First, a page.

Due Developer Guide
Retirement planning for developers
If you contribute, then you can retire
Save, test, save again
What is a retirement plan for developers?
Taxes made simple
Why choose Due for your retirement fund?
Due gives you control of your retirement. Whether you’re employed and making the most of a 401(k) plan or a freelance developer with only your own savings to fall back on, you should have your own retirement fund. Due gives you an easy, predictable way to put money aside for your future.
Applying for an account is free and takes about two minutes. In less than the time it takes to check your code, your retirement plan can be up and running.
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If you’re a salaried developer and your employer offers a 401(k) plan with matching contributions, you should save enough each month to take advantage of all of those contributions. Contribute less, and you’ll be leaving money with your employer that could be yours. Saving enough to take all the matching contributions should be your baseline.
Freelance developers won’t have matching contributions but they should aim to save enough to be able to live on 4% of their total savings one day with help from Social Security.
Calculate the amount you think you’ll need to live on each year, deduct your expected annual Social Security earnings, and multiply by 25. That’s your savings target. If your current savings rate won’t get you there, you’ll need to save more funds each month.
Retirement funds come in a variety of different forms, with different benefits and different advantages. At Due, we offer annuities, pensions, and 401(k) plans. While 401(k) plans are best used by employers looking for a way to help their employees, there are versions available for self-employed developers and for developers who subsidize their income with occasional freelance work. Annuities let developers swap a monthly contribution or a lump sum for a monthly payment in the future. Pensions give a fixed return.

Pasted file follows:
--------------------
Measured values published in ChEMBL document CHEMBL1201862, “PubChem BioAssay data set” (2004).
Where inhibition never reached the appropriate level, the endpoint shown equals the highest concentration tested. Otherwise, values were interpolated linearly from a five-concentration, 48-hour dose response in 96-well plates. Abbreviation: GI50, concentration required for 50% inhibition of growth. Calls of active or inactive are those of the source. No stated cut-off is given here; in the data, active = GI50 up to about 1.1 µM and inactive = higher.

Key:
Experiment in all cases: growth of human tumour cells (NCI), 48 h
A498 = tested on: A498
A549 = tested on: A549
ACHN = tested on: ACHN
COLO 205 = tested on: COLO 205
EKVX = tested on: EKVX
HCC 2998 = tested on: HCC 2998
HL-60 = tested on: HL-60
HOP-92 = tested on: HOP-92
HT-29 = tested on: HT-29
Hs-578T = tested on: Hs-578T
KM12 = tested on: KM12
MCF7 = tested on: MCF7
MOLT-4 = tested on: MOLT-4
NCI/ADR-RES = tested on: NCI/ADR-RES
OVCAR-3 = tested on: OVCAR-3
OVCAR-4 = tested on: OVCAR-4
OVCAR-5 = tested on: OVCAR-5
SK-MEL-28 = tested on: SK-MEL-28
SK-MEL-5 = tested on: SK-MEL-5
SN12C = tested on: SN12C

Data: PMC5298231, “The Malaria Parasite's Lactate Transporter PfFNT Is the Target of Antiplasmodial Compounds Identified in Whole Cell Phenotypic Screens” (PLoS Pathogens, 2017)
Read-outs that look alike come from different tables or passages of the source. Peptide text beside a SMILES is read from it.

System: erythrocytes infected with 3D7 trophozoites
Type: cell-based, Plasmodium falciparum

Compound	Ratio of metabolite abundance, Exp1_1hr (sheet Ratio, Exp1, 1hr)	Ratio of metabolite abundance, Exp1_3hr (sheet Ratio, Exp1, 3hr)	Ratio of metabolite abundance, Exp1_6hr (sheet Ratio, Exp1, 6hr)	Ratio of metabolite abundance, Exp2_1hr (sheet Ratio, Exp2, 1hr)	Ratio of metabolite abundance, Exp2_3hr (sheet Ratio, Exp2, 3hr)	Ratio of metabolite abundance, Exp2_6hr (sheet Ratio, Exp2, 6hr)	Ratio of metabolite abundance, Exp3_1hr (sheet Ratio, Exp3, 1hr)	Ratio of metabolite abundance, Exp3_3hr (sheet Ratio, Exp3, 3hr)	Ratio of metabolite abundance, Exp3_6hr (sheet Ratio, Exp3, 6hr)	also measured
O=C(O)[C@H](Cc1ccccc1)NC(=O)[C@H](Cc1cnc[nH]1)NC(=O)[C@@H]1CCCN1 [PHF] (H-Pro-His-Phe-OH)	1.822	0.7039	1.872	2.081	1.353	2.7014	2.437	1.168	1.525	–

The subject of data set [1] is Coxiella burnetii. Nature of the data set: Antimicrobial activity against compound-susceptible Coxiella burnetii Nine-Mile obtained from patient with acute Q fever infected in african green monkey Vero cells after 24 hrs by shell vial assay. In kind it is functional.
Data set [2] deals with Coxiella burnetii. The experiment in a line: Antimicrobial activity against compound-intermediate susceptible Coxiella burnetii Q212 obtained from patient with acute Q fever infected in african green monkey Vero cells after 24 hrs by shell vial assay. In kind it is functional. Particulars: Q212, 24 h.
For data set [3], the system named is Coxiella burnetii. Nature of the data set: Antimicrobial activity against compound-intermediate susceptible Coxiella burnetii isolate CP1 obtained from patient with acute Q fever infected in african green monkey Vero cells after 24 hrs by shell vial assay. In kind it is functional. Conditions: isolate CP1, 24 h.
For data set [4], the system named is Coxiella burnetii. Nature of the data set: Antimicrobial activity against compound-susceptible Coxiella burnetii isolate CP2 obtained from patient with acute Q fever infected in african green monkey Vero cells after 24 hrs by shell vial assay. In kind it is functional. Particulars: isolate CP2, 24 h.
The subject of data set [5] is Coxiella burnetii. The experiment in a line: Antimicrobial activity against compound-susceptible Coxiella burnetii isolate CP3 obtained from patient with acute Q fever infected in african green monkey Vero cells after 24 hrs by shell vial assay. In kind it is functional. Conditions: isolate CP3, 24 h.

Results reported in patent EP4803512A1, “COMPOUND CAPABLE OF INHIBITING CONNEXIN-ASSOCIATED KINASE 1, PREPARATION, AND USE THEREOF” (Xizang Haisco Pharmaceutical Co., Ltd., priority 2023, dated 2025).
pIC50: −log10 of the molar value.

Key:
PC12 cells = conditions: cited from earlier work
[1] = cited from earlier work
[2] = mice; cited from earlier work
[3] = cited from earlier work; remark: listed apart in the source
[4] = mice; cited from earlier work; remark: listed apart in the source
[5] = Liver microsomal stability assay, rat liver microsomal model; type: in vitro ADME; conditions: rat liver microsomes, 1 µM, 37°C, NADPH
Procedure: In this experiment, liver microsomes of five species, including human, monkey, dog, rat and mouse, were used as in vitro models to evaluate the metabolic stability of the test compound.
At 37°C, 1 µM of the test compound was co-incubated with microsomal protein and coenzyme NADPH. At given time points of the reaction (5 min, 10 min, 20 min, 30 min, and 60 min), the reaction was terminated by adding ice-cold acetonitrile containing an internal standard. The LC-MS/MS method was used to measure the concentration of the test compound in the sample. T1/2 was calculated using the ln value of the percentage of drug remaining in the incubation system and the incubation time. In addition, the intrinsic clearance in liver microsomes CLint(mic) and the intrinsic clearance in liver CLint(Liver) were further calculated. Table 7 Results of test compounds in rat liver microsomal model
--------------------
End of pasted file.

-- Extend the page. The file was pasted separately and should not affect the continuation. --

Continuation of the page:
All of those plans will suit a developer, whether they’re salaried, freelance, or partly self-employed.
Software development is hard work. But it can also be rewarding and satisfying work. If you’re currently employed, you might look forward to a retirement that still allows you to code part-time. You could retire early, take a smaller distribution and supplement your income with occasional development gigs.
The age at which you retire, though, will affect the size of your distributions.
Any distributions taken before the age of 59.5, will come with a penalty. Delaying Social Security after the age of 62 adds 8% each year until you start receiving payments at the age of 70. At the age of 70.5, you must start receiving distributions from any pre-tax retirement plans.
The right age for you to retire is up to you. It will depend on how much you want to live on, and how much work, if any, you want to do after retirement.
Yes! You’re in charge. We get that software development can be precarious. Freelance developers can find that their income varies from month to month. Employed developers may find themselves shifting jobs frequently and even taking a lower salary in return for better possibilities.
You can reduce your contributions to Due between gigs or jobs and raise them whenever you want. Just make sure that you check your account and stay on track towards your retirement goal.
No one is good at saving! The average American family has about $40,000 in liquid savings. Between the ages of 55 and 64, those savings rise to $57,200, and reach $67,700 between 65 and 74. People with higher education, like software developers, tend to save much more but no one saves enough.
Saving for the future means taking control, creating a habit, and sticking to it.